American Slang

Metascore
80

Generally favorable reviews - based on 29 Critics

Critic score distribution:
  1. Positive: 26 out of 29
  2. Negative: 1 out of 29
  1. 100
    American Slang delivers spectacularly on all expected fronts. Everything that was great about The '59 Sound is here, but the sound is even bigger, epic without getting blustery.
  2. American Slang takes the best of what the band has shown they can do, and moves it into early '60's Motown, combining it with a rich Springsteen/Strummer sound (which is just how Fallon will always be; it works for him, get over it) over a soulful rhythm section, with sprinkles of Sam Cooke, Otis Redding and Smokey Robinson in there for good measure.
  3. The band's third LP, American Slang, represents a welcome, organic progression. It's more varied in style than the excellent (but samey) The '59 Sound, and the songs feel more original-the product of Brian Fallon's notebooks, not his record collection.
  4. Fallon's understanding of the redemptive power of music elevates American Slang from being a good record to a great one.
  5. It's less immediate than previous material, but nevertheless absorbs the magic of the world, distilling it into ten slices of trembling, impassioned rock 'n' roll.
  6. American Idiot and Born in the U.S.A. both pave the way for American Slang, and as the quartet's third album, it's Gaslight Anthem's Born To Run.
  7. With shouted-till-we're-hoarse vocals, taut guitars, and a grizzled demeanor that suggests too many night shifts, they've got Garden State attitude down.
  8. The group spit-shines its soundtrack for working-class America.
  9. Kerrang!
    80
    American Slang stands on its own two feet with eyes fixed on new horizons, its chief architect focused less on history, more on his story, as he tries to make sense of new realities after his world has been turned upside down. [12 Jun 2010, p.50]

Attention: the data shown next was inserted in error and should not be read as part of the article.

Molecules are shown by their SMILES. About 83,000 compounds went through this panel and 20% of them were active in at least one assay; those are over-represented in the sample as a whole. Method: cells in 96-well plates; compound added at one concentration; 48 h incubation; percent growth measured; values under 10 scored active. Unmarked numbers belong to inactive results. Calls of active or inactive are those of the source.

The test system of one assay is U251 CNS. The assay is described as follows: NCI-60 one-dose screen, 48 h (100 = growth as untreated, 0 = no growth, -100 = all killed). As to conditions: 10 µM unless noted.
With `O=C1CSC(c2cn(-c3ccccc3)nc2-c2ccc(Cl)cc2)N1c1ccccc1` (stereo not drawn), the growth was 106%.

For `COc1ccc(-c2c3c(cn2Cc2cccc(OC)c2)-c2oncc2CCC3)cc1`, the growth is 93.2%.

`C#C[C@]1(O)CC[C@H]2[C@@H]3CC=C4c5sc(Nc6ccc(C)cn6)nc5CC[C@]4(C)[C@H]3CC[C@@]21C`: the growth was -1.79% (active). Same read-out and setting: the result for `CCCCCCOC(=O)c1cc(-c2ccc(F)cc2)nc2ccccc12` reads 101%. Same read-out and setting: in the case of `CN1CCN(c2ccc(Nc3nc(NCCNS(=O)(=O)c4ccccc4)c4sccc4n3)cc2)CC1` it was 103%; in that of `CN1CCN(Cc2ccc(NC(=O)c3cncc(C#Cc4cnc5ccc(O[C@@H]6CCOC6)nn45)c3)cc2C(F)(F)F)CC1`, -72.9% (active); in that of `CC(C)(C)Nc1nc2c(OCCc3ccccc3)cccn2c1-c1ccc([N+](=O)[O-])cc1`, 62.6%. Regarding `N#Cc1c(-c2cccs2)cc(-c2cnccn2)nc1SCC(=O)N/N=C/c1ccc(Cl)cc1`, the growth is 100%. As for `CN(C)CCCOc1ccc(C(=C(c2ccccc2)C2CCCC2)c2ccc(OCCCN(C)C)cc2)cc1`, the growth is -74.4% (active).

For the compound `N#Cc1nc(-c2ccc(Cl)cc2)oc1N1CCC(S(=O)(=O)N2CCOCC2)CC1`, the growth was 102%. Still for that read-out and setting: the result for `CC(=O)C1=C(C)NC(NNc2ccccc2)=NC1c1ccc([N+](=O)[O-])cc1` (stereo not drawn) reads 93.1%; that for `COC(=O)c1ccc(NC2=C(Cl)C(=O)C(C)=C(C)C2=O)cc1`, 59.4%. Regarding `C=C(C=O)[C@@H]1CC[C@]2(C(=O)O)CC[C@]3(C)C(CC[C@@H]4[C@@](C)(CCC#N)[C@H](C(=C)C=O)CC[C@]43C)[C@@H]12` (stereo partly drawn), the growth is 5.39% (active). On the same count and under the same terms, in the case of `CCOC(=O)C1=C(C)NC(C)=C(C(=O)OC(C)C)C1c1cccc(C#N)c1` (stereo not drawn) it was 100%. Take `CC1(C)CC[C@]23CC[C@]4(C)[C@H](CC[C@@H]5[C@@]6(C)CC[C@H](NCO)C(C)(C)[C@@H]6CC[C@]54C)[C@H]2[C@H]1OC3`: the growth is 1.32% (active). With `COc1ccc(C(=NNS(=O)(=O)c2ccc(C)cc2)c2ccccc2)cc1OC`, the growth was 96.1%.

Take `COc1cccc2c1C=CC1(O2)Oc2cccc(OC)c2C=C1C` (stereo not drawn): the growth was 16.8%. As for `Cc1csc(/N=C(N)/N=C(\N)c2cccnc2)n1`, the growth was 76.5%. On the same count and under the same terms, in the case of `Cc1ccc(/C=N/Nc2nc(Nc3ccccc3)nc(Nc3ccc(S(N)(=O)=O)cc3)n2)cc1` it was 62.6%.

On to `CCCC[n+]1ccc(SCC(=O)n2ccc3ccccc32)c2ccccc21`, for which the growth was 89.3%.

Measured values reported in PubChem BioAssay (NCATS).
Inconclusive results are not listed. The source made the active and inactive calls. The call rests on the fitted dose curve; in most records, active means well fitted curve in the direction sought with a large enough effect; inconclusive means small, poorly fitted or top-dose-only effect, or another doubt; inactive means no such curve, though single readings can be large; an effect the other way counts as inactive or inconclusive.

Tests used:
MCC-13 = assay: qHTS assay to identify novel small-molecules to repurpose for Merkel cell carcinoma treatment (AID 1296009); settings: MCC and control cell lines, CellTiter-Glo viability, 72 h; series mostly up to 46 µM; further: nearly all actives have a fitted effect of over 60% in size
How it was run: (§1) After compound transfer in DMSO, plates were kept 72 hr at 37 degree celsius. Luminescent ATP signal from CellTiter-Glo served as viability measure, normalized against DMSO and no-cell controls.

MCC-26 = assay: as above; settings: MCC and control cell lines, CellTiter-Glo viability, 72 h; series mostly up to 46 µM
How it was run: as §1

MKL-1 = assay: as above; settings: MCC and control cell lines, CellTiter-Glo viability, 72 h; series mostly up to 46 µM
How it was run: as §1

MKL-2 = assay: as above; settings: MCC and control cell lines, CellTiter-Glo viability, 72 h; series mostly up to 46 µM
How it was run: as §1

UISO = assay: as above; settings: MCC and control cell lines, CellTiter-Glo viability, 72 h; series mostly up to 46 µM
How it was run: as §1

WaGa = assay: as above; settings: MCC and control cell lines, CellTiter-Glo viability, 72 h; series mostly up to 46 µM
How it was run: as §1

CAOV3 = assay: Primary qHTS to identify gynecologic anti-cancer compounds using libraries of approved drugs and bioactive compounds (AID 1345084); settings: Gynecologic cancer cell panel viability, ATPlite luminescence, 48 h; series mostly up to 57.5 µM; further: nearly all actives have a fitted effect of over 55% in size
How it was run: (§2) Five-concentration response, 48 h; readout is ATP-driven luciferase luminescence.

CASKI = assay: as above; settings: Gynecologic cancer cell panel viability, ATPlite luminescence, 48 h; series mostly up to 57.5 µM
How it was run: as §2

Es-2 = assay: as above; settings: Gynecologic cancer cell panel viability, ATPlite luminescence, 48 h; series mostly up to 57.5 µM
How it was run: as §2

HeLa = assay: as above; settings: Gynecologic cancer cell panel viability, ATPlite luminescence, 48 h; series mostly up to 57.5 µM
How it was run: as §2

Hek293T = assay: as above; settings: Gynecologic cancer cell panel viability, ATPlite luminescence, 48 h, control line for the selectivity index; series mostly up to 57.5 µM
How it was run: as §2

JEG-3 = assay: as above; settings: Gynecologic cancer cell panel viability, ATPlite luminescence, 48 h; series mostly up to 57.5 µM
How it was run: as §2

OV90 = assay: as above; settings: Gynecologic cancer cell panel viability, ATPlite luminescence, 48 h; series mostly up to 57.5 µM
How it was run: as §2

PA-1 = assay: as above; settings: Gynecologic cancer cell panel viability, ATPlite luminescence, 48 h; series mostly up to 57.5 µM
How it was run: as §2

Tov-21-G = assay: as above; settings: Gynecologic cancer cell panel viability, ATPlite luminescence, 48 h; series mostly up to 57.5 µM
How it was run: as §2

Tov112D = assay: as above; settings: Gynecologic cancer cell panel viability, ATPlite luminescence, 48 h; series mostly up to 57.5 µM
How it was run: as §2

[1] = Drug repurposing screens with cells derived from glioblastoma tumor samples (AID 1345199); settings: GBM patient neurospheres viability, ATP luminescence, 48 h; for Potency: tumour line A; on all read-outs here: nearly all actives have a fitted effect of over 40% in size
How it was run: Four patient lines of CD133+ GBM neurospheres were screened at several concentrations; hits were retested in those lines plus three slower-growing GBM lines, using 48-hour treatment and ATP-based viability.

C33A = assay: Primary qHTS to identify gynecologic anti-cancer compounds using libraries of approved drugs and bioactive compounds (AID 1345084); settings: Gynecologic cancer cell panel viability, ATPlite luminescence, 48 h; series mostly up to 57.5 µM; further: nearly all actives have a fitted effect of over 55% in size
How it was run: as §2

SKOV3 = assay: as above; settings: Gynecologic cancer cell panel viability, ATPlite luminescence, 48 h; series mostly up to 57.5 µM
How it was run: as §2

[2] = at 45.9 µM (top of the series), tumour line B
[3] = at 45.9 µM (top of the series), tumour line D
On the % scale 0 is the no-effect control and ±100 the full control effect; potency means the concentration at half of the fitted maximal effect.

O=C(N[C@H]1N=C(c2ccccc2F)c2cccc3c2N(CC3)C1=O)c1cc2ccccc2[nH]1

10. As such it's not so much a bad record as a weirdly redundant one: four talented, passionate musicians do a perfectly reasonable job of making a record that sounds a good deal like vintage Springsteen, but fail to really leave their own mark on the music.
  11. Even with that super high-gloss finish, it's hard to dispute the depth of songwriting talent throughout American Slang, and as a summer rock album, it's (quite literally) nigh on faultless.
  12. Q Magazine
    80
    American Slang isn't a record to change the world. But if Brian Fallon is yet to take on the Springsteen mantle of seeing and articulating that world way beyond his own neighborhood, it will surely bringh im closer still to The Boss' heartland audience.
  13. American Slang is a very subtle step forward from The '59 Sound, conjuring exactly the same thrills from slightly different angles. They're still the archetypal blue-collar all-American rock band given an emotionally sloppy, musically slick post-punk makeover.
  14. Alternative Press
    80
    American Slang is no disappointment--these are expertly written songs by a band who continue to learn who they are and what they play as time goes on. [Jul 2010, p.121]
  15. 80
    American Slang sticks to the template Fallon's been hammering away at since the band's beginning; its stories star the same kind of characters and its garage-punk sound still sparkles with flashes of Motown and R&B.
  16. American Slang is a big step forward for the Gaslight Anthem, showing more consistency and ambition than The '59 Sound.
  17. The prevailing feeling throughout this album is that American Slang represents a more mature sound from the Gaslight Anthem, showing us a band that has grown up enough to start attempting to fill the shoes of their influences.